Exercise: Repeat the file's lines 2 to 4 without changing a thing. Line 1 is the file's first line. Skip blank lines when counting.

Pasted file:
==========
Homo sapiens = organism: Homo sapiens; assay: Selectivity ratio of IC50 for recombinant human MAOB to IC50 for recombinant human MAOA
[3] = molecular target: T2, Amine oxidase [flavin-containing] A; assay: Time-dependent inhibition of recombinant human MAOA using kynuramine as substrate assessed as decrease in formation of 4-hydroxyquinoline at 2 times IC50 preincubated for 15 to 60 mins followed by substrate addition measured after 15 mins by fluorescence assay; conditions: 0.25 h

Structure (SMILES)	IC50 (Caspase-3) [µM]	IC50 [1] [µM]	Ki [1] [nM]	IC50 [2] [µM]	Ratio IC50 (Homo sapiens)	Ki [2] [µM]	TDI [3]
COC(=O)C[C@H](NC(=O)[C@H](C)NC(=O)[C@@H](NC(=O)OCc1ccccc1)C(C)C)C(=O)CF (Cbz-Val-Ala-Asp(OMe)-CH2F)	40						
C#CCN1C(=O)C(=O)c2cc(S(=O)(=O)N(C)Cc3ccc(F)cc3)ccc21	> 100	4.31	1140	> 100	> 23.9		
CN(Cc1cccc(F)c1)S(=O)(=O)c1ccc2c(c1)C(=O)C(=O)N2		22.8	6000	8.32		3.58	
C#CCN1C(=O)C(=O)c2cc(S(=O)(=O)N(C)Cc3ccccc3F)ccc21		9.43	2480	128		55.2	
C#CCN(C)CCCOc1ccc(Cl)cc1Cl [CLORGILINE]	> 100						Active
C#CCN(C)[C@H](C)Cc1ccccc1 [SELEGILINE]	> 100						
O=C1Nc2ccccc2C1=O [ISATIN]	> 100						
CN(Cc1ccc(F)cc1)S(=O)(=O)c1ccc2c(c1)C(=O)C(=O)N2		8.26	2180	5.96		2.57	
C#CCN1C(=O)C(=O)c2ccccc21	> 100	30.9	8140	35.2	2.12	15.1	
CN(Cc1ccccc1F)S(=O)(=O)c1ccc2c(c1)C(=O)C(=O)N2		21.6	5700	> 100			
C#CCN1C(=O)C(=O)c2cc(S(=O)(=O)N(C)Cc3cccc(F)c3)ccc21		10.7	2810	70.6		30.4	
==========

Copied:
[3] = molecular target: T2, Amine oxidase [flavin-containing] A; assay: Time-dependent inhibition of recombinant human MAOA using kynuramine as substrate assessed as decrease in formation of 4-hydroxyquinoline at 2 times IC50 preincubated for 15 to 60 mins followed by substrate addition measured after 15 mins by fluorescence assay; conditions: 0.25 h

Structure (SMILES)	IC50 (Caspase-3) [µM]	IC50 [1] [µM]	Ki [1] [nM]	IC50 [2] [µM]	Ratio IC50 (Homo sapiens)	Ki [2] [µM]	TDI [3]
COC(=O)C[C@H](NC(=O)[C@H](C)NC(=O)[C@@H](NC(=O)OCc1ccccc1)C(C)C)C(=O)CF (Cbz-Val-Ala-Asp(OMe)-CH2F)	40						